The Chancellor opened the (last ever!) Autumn Statement by confirming that he is determined to build an economy that works for everyone. As it turned out, the “for everyone” message was a key theme running through the Statement itself.
Before the Office for Budget Responsibility’s revised growth and debt forecasts were outlined, the Chancellor confirmed that the recent Referendum result would “change the course of British history” and made it more urgent than ever to address three long term weaknesses in our economy, namely the productivity gap, the housing challenge and prosperity imbalance.
While outlining the figures, Mr Hammond was keen to reassure us that there is fundamental strength in the economy and that the measures announced in the Autumn Statement aim to allow the economy to improve and be even more resilient while the “headwinds of change” continue to cause uncertainty.
Growth forecasts have been downgraded from 2.3% next year to 1.4%, but this is still the same as the IMF’s forecasts for Germany and ahead of France and Italy. Government borrowing is going to be higher and is expected to continue to rise, peaking at 90.2% of national income in 2017-18. With all of the recent events and the uncertainty that this has caused, none of this was a great surprise.
Mr Hammond said that a business led recovery was at the heart of the plan and described his approach to help individuals as being to “lower taxes, back savers, boost wages and bear down on bills”.
The full Autumn Statement can be read here: https://www.gov.uk/government/topical-events/autumn-statement-2016 and we have summarised below some of the elements that we found particularly interesting:
Investing today for an economy of the future: The productivity gap can be reduced if infrastructure is improved. A £23 billion National Productivity Investment Fund and a commitment to develop an infrastructure that works, including business rates relief on fibre infrastructure and 5G trials were both announced. Measures for transport were also announced.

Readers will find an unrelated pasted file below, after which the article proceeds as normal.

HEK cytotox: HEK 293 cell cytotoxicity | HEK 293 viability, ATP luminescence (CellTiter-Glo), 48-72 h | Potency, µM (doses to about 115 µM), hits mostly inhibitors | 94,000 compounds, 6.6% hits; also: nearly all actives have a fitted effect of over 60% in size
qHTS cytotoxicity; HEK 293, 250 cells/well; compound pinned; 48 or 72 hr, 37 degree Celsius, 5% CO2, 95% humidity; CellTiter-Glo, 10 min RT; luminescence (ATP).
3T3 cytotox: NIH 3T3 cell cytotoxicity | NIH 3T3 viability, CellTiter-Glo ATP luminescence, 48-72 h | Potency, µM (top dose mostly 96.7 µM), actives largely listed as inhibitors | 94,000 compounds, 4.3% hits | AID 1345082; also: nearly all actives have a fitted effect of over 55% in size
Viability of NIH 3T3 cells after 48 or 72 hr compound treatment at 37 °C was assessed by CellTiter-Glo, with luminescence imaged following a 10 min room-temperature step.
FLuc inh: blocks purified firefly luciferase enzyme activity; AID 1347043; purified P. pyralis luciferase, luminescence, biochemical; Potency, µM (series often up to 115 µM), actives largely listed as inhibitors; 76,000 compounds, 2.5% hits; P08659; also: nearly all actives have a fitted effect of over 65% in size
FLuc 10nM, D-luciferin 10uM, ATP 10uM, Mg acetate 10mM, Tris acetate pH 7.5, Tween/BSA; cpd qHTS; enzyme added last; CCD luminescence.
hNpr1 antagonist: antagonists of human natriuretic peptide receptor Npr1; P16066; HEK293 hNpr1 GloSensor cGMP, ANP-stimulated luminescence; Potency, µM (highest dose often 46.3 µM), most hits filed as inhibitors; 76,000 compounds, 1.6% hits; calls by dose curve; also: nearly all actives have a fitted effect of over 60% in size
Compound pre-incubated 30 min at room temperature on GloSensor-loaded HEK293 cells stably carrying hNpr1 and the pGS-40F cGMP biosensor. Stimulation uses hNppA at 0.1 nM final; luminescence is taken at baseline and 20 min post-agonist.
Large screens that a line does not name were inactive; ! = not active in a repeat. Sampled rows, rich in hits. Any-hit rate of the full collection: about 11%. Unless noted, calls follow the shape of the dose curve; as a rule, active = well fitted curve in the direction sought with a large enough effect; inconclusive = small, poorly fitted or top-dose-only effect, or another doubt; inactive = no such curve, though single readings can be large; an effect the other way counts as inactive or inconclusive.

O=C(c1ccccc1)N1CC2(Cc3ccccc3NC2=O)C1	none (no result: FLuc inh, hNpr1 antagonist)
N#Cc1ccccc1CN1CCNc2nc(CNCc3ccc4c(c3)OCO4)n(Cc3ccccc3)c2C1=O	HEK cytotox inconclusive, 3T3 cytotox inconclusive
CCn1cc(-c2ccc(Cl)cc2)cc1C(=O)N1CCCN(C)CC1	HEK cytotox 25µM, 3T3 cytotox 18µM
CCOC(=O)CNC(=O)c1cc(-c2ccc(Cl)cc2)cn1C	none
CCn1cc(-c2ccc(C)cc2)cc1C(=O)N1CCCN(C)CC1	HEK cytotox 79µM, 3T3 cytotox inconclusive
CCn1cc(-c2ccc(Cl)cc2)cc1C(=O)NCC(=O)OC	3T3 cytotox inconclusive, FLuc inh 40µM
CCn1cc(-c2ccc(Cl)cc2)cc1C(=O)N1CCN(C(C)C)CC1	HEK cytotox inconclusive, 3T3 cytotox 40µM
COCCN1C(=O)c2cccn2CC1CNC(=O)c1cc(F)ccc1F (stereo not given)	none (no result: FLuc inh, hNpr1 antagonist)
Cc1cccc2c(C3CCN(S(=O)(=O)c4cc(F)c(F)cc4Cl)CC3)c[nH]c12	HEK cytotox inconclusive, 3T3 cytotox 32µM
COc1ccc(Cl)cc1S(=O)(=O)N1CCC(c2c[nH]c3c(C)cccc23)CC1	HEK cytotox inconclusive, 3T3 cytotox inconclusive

Housing: The annual capital spend on housing will double, which Mr Hammond described as a step change in the ambition to deliver a housing market that “works for everyone”.
Prosperity imbalance: As economic growth is “too concentrated in London & the South East”, Mr Hammond announced measures to drive up the productivity of the regions, including the allocation of £1.8 billion from the Local Growth Fund to the English regions.
Open for business: As well as measures to double the UK Export Finance capacity to make it easier for British businesses to export, an additional £400 million is being injected into venture capital funds through the British Business Bank.
Corporation Tax: A business led recovery is at the heart of the plan and the Chancellor confirmed that the Government will stick to the Business Tax Roadmap, which means that Corporation Tax will reduce to 17% by 2020.
Tax schemes: Further penalties on individuals who invest in and new penalties on those who “enable” tax avoidance schemes that are later successfully challenged. This highlights the importance of cautious professional advice, given in the context of wider estate planning. Legitimate use of exemptions and reliefs is not affected but, rightly, abuse of these exemptions and reliefs is targeted.
Income Tax rates and thresholds: The tax-free personal allowance is to rise to £11,500 in April, and the higher rate threshold is to increase to £50,000 during this parliamentary term. This is aimed at “JAMs” (just about managing) who have been feeling the squeeze lately, with Mr Hammond commenting that this would reward “those who work hard by allowing them to keep more of what they earn”.
National Living Wage: The Chancellor also said that “We recognise that more needs to be done to help families make ends meet and allow families to prosper”, confirming that the increase in NLW to £7.50 would go ahead in April.
IHT & CGT: No changes to inheritance tax or capital gains tax were announced.
Rural businesses: Rural rates relief is increased to 100% which will help small businesses based in rural areas.
Salary Sacrifice: The tax benefits of some salary sacrifice schemes (excluding child care, pension contributions, low emission cars and cycle to work schemes) is to end.
Ambulance chasing: Measures are to be taken to end the compensation culture around whiplash injuries. This is meant to result in insurance premium reductions but the extent of that benefit remains to be seen.
Fairness for consumers: As part of a drive to “look carefully at the functioning of key markets to make sure they are operating fairly for consumers”, letting fees charged to tenants (including renewal fees) have been banned.
Autumn Budget: Mr Hammond closed by announcing that “I am abolishing the Autumn Statement”, so from 2018 there will instead be an Autumn Budget and a Spring statement focussing on the data released by the Office for Budget Responsibility and no major fiscal events, although this was caveated with an “unless needed”…
To close, Mr Hammond confirmed that we are committed to “living within our means” and that Britain is #OpenForBusiness.